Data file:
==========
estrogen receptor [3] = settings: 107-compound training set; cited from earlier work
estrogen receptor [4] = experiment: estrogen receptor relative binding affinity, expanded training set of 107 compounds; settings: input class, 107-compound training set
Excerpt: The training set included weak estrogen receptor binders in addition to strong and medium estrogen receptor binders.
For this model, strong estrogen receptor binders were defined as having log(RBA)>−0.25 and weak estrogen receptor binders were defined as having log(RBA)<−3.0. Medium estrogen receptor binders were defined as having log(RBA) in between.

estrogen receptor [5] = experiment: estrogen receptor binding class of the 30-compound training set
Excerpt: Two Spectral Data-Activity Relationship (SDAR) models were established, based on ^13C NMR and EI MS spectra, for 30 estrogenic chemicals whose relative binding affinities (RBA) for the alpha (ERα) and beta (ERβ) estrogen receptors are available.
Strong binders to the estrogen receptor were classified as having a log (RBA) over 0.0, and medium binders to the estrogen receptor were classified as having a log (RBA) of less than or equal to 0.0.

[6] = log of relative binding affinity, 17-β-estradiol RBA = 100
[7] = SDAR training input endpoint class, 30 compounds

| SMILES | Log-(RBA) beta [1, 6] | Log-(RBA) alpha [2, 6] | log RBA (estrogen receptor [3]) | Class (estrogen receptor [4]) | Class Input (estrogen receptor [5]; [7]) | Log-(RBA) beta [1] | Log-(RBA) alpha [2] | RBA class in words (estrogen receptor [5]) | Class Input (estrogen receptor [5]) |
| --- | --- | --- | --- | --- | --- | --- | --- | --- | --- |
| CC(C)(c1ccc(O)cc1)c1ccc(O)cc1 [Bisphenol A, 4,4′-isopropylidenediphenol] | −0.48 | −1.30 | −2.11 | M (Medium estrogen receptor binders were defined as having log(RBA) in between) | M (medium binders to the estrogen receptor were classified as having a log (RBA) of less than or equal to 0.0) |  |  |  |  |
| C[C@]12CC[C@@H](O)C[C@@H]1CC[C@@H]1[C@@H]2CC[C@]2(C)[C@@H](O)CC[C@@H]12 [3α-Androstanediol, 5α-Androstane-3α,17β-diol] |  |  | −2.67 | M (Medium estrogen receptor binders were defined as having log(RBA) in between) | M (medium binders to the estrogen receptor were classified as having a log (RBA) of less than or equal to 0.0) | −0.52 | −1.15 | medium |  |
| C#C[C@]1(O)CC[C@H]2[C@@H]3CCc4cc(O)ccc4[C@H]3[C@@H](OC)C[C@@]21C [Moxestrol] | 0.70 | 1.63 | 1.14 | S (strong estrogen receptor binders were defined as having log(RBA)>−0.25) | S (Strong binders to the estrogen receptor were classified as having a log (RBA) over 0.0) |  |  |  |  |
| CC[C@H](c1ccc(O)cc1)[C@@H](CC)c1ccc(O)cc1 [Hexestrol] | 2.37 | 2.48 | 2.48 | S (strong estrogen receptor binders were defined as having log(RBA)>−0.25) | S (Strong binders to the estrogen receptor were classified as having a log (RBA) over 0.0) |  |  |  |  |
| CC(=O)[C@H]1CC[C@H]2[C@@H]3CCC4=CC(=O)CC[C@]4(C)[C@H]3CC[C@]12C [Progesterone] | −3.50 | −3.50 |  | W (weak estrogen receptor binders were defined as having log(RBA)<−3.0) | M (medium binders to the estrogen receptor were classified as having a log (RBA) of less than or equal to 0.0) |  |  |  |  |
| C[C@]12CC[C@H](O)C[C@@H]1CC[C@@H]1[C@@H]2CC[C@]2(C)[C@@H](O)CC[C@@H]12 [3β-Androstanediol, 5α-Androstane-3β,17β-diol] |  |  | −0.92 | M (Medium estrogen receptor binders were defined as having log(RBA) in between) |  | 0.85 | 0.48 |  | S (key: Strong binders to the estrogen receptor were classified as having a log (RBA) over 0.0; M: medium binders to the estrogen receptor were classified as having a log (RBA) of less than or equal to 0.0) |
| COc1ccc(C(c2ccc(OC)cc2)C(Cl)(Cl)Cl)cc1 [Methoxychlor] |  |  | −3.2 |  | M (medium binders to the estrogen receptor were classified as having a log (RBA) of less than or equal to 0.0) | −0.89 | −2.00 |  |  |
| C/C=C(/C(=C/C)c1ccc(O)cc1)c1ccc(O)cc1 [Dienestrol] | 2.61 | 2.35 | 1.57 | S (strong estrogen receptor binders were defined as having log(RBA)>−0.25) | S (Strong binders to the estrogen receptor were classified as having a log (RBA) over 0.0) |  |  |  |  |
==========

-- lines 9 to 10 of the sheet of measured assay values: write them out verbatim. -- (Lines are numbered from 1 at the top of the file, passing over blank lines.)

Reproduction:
[7] = SDAR training input endpoint class, 30 compounds

| SMILES | Log-(RBA) beta [1, 6] | Log-(RBA) alpha [2, 6] | log RBA (estrogen receptor [3]) | Class (estrogen receptor [4]) | Class Input (estrogen receptor [5]; [7]) | Log-(RBA) beta [1] | Log-(RBA) alpha [2] | RBA class in words (estrogen receptor [5]) | Class Input (estrogen receptor [5]) |